Public Art

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1019 Seventh Street
Coronado, CA, 92118

Transition by Jon Koehler

Public Art

About the artist:

“Transition” May we have the courage to embrace each moment - JON KOEHLER

Kinetic - of, or relating to, or resulting from motion Kinetic art - art (as sculpture) having mechanical parts which can be set in motion Motion - fluid movement - with a hard-forged tranquil core.

The journey is just as important as the destination in the craftsmanship of Jon Koehler’s stainless steel sculptures. By creating kinetic sculptures, Koehler is pushing the boundaries of metal engineering. Starting in the details of the craft, knowing how to breakdown the elements of steel with the manipulation of welding. Koehler brings opposing forces into equilibrium, turning cold hard steel into a graceful kinetic balance within its environment. Making the immovable move, making a heavy medium appear light, is the dichotomy of his work. Creating from a pure source of exploration and pushing the boundaries of imagination and engineering.

“Transition” was specially commissioned for the park in front of the John D. Spreckels Center. Working with the Cultural Arts Commission Public Art program area, Koehler found the creative objective was to bring the viewer into a new world where a gentle breeze will bring to life the complexity of this organic sculpture. Thus transporting the viewer further into a world where steel dances like a feather in the wind. The continued exploration of “opposites in balance” is what fuels the artist’s imagination and continued creative pursuits. To extend the realm of kinetic movement. Creating a visual harmony with flowing lines of steel, within a natural environment.

Inspired by the forms and forces of nature and the nautical and aquatic world surrounding him, Koehler creates motion from materials others see only as immobile (or static). Noted particularly for his kinetic sculptures crafted from hard-to-form stainless steel, the artist is a largely self-taught craftsman renowned for his precision work and meticulous attention to detail. He developed a special feel and understanding for stainless steel, which is intrinsically harder to work with than softer and more malleable metals like copper and aluminum. Stainless steel requires a special expertise and finesse - as well as patience and persistence - to manipulate without fracturing or damaging the metal.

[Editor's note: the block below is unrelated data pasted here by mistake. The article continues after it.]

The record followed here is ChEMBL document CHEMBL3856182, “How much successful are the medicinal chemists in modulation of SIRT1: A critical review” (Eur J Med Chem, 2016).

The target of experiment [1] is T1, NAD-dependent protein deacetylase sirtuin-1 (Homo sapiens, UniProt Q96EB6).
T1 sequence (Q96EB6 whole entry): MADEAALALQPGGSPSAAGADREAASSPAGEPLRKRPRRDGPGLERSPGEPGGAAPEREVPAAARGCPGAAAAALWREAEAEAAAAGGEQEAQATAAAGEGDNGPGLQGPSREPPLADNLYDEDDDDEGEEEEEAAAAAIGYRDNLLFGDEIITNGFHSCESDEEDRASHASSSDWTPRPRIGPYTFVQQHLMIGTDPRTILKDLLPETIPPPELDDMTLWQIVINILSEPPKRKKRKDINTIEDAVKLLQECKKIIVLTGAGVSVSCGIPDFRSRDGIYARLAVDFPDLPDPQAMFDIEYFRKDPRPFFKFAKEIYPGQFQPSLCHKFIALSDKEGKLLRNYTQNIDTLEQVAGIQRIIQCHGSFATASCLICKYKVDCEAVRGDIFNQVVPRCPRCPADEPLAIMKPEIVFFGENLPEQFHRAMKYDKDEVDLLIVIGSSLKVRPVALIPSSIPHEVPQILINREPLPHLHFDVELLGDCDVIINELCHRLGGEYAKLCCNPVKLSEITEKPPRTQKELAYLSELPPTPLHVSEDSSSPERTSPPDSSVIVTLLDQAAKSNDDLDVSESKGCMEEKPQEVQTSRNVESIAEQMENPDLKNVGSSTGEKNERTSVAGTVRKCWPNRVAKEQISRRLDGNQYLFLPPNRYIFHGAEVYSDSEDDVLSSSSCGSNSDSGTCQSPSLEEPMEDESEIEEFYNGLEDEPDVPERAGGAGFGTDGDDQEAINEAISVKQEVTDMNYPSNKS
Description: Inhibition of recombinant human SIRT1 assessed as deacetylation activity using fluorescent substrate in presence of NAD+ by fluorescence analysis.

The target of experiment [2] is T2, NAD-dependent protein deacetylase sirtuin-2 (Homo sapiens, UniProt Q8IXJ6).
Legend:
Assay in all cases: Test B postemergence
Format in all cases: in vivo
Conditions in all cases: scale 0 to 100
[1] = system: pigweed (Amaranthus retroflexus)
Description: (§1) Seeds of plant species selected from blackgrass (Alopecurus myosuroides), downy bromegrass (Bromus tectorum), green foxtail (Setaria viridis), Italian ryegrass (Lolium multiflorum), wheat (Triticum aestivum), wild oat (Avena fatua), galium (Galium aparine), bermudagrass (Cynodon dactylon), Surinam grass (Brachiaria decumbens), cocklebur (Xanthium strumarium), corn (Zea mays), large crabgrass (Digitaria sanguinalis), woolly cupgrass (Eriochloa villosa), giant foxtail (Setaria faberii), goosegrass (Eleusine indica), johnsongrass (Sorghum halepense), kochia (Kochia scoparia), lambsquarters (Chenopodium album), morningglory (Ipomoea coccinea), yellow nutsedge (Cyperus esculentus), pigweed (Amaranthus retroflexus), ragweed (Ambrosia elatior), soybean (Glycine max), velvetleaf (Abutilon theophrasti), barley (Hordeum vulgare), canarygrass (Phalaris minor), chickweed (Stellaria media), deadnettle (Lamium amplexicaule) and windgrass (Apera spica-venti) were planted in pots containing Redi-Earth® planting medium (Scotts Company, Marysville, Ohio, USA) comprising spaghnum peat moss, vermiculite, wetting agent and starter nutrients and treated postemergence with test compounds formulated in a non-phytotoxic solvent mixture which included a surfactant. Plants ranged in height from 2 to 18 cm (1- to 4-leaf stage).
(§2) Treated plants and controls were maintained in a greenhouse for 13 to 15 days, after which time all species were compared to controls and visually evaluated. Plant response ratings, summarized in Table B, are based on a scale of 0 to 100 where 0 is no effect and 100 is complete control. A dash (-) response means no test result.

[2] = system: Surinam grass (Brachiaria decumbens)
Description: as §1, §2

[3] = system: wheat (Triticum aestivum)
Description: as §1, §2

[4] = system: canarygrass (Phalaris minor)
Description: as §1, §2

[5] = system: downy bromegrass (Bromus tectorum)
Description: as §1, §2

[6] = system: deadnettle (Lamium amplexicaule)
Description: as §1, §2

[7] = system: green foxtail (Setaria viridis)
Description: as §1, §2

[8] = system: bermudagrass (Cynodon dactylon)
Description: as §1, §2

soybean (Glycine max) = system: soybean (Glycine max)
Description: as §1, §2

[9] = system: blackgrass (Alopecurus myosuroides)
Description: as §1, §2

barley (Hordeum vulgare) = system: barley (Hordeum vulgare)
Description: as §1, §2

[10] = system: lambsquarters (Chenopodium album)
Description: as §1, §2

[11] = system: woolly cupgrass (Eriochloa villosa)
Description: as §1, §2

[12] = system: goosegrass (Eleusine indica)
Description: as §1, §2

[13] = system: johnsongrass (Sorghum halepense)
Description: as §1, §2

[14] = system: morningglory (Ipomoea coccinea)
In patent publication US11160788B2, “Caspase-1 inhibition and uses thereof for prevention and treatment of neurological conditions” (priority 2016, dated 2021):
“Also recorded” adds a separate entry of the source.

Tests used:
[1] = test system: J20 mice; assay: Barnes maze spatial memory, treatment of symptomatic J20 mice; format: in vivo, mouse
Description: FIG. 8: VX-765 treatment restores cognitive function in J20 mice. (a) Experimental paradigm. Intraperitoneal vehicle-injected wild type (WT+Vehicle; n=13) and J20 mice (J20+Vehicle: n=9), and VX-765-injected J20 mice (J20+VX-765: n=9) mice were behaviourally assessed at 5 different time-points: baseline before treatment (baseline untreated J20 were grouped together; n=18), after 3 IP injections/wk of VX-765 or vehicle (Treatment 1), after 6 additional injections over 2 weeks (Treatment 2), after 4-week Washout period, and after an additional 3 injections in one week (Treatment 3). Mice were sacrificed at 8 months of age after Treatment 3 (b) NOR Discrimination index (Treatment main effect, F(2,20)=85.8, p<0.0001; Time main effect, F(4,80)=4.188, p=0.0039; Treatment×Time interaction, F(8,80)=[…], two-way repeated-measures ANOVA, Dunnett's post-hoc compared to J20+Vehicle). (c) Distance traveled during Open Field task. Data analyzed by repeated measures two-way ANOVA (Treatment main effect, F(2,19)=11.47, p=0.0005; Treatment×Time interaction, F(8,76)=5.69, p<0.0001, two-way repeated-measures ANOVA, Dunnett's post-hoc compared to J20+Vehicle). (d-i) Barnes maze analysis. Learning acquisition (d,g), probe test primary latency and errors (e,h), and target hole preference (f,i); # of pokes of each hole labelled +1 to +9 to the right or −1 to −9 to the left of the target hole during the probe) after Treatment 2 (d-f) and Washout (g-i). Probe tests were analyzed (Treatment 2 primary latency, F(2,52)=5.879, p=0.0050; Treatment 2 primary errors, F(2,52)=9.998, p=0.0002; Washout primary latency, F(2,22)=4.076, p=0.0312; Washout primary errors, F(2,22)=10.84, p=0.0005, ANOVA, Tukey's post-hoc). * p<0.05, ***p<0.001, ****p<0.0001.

Born into a San Diego boat-building family and raised in and around his family’s Shelter Island boatyard, Koehler displayed an early talent and pleasure in working with his hands along with a distinct artistic bent. His father, a hands-on master boat-builder and founder of Koehler Kraft who passed on his knowledge of the traditional marine crafts and his focus on quality, encouraged his son’s interest in metalwork and welding, which he started learning from one of Koehler Kraft’s skilled welders. Later he refined his precision metalworking skills and his passion for metal flourished.

In working on his sculptures, Koehler senses the proper balance and grace between metal and open space, between calm and fluidity. He worked with Coronado to understand our vision for public art in this new facility.